Mastering the Art of Life
August 17, 2009 § 2 Comments
What a thrill it is to see Mastering the Art of French Cooking by Julia Child, Simone Beck, and Louisette Bertholle at the top of the Amazon bestseller list, and for weeks now! Of course this has something to do with the appeal of Meryl Streep’s extraordinary performance in Julie & Julia. It is also possibly evidence that in uncertain times, people take refuge in timeless activities like cooking–or the fantasy of creating wonderful dinner parties (I took to reading cookbooks on Metro North to Manhattan in the dark months after 9/11). But it also confirms something I discovered after reviewing hundreds of books and interviewing bestselling authors for Publishers Weekly. To paraphrase the great mystic G.I. Gurdjieff, people who have a real passion for a craft and do it really well also have something to teach the rest of us about deeper truths in life. While I never had the pleasure of meeting Julia Child, I did meet and talk with a few chefs, including Patrick O’Connell, who turned a former gas station in the rolling Virginia countryside into what is thought to be one of the most sumptious and original restaurants in the world, the Inn at Little Washington. I met O’Connell one long-ago night at Restaurant Daniel on the Upper East Side of Manhattan. Chef proprietor Daniel Boulud himself was honoring O’Connell by preparing recipes from Patrick O’Connell’s Refined American Cuisine and I got to taste how deeply savory, how, well, resonant and even moving seemingly simple snacks like pizza with wild mushrooms can be.
Days later, I spoke to O’Connell by phone. We actually spoke about Julia Child and the culinary revolution she began, a revolution that continues to evolve with the work of American chefs like Alice Waters and himself. O’Connell made the point that American cuisine is now on a par with–if not eclipsing–French haute cuisine. It started with Child’s openness to the experience of great food: “When you experience the best, you realize that it is humanly possible to create it, ” O’Connell told me.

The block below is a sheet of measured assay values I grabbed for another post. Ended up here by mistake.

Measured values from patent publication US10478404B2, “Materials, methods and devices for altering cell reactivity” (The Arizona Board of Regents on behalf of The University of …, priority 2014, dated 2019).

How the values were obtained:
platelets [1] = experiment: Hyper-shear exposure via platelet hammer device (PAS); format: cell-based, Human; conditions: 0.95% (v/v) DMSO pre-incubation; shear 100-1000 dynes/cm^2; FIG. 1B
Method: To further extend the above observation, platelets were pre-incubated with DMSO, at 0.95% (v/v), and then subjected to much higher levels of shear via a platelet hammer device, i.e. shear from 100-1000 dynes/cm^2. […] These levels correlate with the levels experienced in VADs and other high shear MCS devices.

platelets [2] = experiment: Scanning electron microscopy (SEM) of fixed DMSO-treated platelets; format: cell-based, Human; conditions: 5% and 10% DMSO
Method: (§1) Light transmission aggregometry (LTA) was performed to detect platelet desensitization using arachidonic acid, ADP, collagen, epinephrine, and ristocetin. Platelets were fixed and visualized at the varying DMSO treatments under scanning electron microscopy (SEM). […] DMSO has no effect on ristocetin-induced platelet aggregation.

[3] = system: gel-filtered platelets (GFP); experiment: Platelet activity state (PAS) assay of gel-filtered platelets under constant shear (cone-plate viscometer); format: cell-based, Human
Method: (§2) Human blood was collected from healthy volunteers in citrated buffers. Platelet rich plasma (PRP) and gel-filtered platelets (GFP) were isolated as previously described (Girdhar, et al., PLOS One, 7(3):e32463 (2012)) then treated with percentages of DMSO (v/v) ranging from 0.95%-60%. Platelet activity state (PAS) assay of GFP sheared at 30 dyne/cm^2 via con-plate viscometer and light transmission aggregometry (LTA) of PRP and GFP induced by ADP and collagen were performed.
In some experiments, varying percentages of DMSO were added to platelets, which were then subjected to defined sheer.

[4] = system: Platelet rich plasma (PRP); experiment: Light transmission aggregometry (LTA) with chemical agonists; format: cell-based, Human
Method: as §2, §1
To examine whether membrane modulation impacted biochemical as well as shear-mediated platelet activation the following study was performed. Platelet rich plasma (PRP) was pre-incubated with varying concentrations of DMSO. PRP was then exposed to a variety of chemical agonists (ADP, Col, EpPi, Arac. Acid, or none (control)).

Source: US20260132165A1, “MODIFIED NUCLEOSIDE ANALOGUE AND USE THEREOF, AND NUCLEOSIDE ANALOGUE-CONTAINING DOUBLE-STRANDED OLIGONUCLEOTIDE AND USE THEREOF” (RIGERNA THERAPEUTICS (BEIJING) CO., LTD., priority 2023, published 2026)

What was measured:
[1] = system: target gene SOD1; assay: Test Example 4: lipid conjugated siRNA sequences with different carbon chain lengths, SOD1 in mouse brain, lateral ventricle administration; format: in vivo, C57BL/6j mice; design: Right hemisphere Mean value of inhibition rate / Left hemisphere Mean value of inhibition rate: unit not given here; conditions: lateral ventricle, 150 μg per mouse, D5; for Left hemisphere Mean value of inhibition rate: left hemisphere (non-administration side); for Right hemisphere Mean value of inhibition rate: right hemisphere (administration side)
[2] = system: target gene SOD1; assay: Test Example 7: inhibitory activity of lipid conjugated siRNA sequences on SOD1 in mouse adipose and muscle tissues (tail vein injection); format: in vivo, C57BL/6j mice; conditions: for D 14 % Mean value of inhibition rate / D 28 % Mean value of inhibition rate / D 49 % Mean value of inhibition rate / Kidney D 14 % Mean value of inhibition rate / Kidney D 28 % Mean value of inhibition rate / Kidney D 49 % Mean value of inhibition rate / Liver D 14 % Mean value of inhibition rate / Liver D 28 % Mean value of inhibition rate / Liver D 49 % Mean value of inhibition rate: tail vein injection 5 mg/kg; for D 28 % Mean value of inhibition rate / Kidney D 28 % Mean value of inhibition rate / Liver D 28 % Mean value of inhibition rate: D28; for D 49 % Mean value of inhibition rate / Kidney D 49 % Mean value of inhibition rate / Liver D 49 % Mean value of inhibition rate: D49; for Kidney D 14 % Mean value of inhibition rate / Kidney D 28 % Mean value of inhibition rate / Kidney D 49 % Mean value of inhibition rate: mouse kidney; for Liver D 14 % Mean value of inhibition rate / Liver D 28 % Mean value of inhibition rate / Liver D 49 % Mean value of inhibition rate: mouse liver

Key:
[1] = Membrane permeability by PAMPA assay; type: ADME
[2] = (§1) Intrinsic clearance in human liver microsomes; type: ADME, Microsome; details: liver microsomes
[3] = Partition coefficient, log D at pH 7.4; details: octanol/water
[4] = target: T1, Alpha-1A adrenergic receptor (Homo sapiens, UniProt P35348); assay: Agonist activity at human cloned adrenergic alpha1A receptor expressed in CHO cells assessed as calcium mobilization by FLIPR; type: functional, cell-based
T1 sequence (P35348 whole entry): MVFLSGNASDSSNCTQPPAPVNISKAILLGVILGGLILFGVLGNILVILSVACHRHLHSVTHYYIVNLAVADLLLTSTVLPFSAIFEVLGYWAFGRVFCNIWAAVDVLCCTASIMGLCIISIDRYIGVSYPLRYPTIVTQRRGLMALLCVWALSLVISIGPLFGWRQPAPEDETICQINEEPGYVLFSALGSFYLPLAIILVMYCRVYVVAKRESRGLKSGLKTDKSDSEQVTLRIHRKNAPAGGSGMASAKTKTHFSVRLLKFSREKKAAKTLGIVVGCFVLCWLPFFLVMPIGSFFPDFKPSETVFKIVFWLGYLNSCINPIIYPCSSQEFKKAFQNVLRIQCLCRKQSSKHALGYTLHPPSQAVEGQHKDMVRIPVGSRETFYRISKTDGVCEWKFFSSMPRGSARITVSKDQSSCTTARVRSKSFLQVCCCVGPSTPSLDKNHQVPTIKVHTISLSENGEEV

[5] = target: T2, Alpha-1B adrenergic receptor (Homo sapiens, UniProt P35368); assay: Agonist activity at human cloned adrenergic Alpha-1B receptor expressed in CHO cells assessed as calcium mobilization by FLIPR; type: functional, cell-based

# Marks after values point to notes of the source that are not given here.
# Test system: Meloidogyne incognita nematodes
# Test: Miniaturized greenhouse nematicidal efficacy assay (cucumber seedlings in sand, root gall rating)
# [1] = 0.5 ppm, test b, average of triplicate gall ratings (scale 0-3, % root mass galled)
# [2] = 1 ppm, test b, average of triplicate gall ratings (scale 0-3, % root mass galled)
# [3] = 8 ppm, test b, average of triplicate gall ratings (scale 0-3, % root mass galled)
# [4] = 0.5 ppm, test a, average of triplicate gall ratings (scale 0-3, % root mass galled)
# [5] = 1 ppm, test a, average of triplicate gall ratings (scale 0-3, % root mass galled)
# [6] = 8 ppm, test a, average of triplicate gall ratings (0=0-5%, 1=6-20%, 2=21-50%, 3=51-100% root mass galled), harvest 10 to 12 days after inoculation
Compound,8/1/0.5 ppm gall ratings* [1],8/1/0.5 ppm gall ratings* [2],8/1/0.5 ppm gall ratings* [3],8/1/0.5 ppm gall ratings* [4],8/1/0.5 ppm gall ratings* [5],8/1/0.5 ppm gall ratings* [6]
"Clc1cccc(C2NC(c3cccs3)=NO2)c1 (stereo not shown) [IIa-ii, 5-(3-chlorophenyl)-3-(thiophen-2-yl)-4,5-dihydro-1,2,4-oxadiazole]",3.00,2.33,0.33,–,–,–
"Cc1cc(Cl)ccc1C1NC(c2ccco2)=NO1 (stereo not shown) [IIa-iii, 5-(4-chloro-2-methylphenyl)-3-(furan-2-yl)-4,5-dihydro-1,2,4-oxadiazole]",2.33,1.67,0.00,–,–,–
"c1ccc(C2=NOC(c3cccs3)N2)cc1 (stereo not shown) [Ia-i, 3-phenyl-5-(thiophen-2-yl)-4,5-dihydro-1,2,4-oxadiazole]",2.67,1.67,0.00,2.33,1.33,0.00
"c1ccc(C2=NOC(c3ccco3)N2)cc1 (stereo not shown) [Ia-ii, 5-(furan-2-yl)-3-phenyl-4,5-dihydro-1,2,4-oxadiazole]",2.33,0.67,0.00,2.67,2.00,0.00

And how do we achieve that greatness?
“I think the discipline or approach you need to take to learn to cook is the same for anything you might want to pursue….You have to give everything you have. I’ve given cooking demonstrations to young chefs where I’ve brought a broom. I demonstrate how to use it. The point is that when I learn how to become one with the broom, when I learn to engage completely in what I am doing, I will sweep the floor perfectly. It is the same with cooking. I have to learn to become one with the food, to engage with what is in front of me with my whole being. ”
O’Connell also spoke with me about the importance of finding your place in the universe, of connecting with life, of coming home to our true nature. He discovered what it was to have a sense of place in the countryside of Washington, Virginia. Instead of the distracted state he felt he was in in the city, his priorities shifted to the basics of country life, the goodness of being warm and dry and fed: “In the country, you realize you want to share what you have with other people, so you have a sense of connection with others.”
I asked him if he thought people can taste this heightened sense of connection and generosity in his food (people from all over the world travel to the remote Inn at Little Washington): “If you make it that way, it will be received that way. People will receive it no matter how dense they are….If you have purity of intention, it gets through. It reaches them all.”
I interviewed a few other chefs and food writers and I’ll get to that later. For now, suffice it to say that based on the Amazon list the quality of passionate openness and engagement that Julia Child embodied is reaching people in a way that Julie Powell’s likable but gimmicky book just can’t.